entitled to optimal health while smoking, drinking, eating junk, not getting exercise, sunshine, sleep, or managing their stress? We, as doctors can point you in the right direction, but we don’t follow you around all day and night controlling your choices. (We’re not The Fauci On My Shoulder, vis a vis a Ros Chast cartoon in the New Yorker. So, my message to all you “health care receivers” out there is this: true healthcare does not come from a clinic or a hospital. Health

1. Sleep: Adequate and restorative

is a daily practice, a lifetime of thoughtfully considered and sensible habits. You can’t choose your genes, but you can choose your habits. There are no easy fixes or shortcuts that can undo bad habits. Bad habits will catch up with you eventually, (usually starting around age 40), but good habits are more valuable than any health insurance you could ever buy. If you are blessed to live in Ojai, consider these best practices for optimal living: grew in the earth, and is not highly processed, go for it.

6. Spirit: Believe in the wonder and beauty of nature or some

2. Stress: Work/life balance, avoiding toxic people and relationships, use therapy when needed

3. Social: We need connection and belonging with other humans

other higher power. Cultivate a sense of awe and appreciation for the beauty of life.

7. Sweat: Get out and move your body every day.

to thrive

8. Scale: Maintain a healthy body weight

4. Service: Find a purpose, do something for others

9. Superior Diet: Diversity of plants is the optimal goal. If it grew in the earth, and is not highly processed, go for it.

5. Sunshine: Daily exposure to direct sunlight within safe limits, and the opposite at night, turn off the ubiquitous blue lights from our electronic gadgets.

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Bordered by a long row of holm oaks & rose hedges, Villa Serena is a modern design residence located in the beau�ful hillside of historic Assisi, Umbria, Italy. For more details go toOjaiRe.com

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OQ | HEA L I NG A RTS ASHLEY BERRY Offering whole-being healing through Holistic Health Coaching, Reiki, Breathwork, AromaTouch, and Intuitive Card Readings. Available for private sessions, group gatherings, workshops, & events helloashleyberry@gmail.com HelloAshleyBerry.com 310-775-1765

ALAN CHANG, L.Ac 2nd generation Acupuncturist who brings 15 years of Meditation, Tai Chi and Kyudo Zen Archery experience to his healing practice of Functional Medicine and TCM. AmaraOjai.com | 805-486-3494

JUDY GABRIEL Energy Landscaping Using intuitive vision and energy dowsing, Judy brings the health of your body, land, business, or home into balance to support your highest potential. Judy@EnergyLandscaping.com EnergyLandscaping.com 805-798-4111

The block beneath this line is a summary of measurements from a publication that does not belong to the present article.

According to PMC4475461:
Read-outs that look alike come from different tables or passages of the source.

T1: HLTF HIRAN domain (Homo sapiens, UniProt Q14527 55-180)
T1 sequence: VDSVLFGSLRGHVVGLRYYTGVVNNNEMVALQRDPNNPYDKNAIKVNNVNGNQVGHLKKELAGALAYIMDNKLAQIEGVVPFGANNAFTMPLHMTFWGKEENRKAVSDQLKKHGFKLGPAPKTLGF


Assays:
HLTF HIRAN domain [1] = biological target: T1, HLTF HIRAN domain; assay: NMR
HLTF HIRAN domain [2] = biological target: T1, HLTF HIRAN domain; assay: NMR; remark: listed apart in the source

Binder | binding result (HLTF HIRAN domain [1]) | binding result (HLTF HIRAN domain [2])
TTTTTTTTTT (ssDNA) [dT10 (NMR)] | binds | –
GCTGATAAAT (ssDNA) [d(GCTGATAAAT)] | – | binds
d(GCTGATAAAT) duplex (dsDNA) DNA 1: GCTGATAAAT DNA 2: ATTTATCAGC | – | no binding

NUTMEG’S OJAI HOUSE Functional Art for Heart & Home - American Made Fair Trade - Psychic Tarot and Astrology Readers, Energy and Crystal Healings daily by appt. Walk-ins welcomed: Open daily 11 a.m. to 6 p.m. 304 N. Montgomery Street OjaiHouse.com | 805-640-1656

TO ADVERTISE HERE: email

please call or

JACALYN BOOTH Certified Colon Hydrotherapist Ojai Digestive Health With more than 30 years of experience in healing modalities, Jacalyn brings a deep level of caring to the art of colon hydrotherapy. Professional, nurturing, experienced. OjaiDigestiveHealth.com 805-901-3000

LESLIE BOUCHÉ, C.HT. Cert. Hypnotherapist Find your calm center. Release negative thinking, emotional reactivity, anxiety, fear and unhelpful behaviors. Improve sleep and comfort. Safe, loving, rapid change. It’s time to feel better! leslie.bouche@roadrunner.com LeslieBouche.com | 805-796-1616

LAURIE EDGCOMB Lic. Acupuncturist since 1986, voted best in Ojai! Natural medicine including Microcurrent, nutritional and herbal consultation, Facial Rejuvenation. LaurieEdgcomb.com 805-798-4148

LAUREL FELICE, LMT Offers Swedish, deep tissue, reflexology, reiki, cranialsacral and pre and post natal massage with a reverent and joyous balance of hands and heart. laurelfelice54@gmail.com 805-886-3674

DR. JOHN R. GALASKA Dr. John R. Galaska, PsyD, BCN, Cht, university professor of Psychology, Neurofeedback, biofeedback, hypnosis for past troubling experiences and enhancing subjective life experience. BeCalmOfOjai.com facebook.com/BeCalmofOjai 805-705-5175

NATHAN KAEHLER, MA, LAC Nathan Kaehler (Best of Ojai 2014). Licensed Acupuncturist, MA Psychology. Gentle acupuncture, 14 years experience Personalized herb preparations Large onsite herb dispensary OjaiHerbs.com | 805-640-8700

SOMATIC SANCTUARY Welcome to Somatic Sanctuary — a somatic-based healing and movement arts center. Explore healing treatments, group movement sessions, workshops and community events. 410 W. Ojai Avenue 805-633-9230 SomaticSanctuary.com

ALARRA SARESS Gong Meditation and Acutonics Sound Alchemist. Master Bodyworker. Founder of Harmonic Earth — sacred space for healing arts and performance. Call or text. 107 W. Aliso Street HarmonicEarth.org | 720-5303415

JULIE TUMAMAITSTENSLIE Chumash Elder Consultant • Storyteller • Spiritual Advisor • Workshops Weddings & Ceremonies JTumamait@sbcglobal.net 805-646-6214

NAN TOLBERT NURTURING CENTER Pre-birth to 3; pre/post-natal wellbeing; infant/toddler development; parent education/support. BirthResource.org info@birthresource.org 805-646-7559

ROSS FALVO at

ross@ojaiquarterly.com or

805-207-5094

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PHOTO BY JAMETLENE RESKP

Sometimes it’s hard to figure out where your heart is or where you want to help. In my case, I had someone in my

life who was diagnosed with cancer. It instantly changed my life right there, says Nathaniel Curran.


STORY BY MARA PYZEL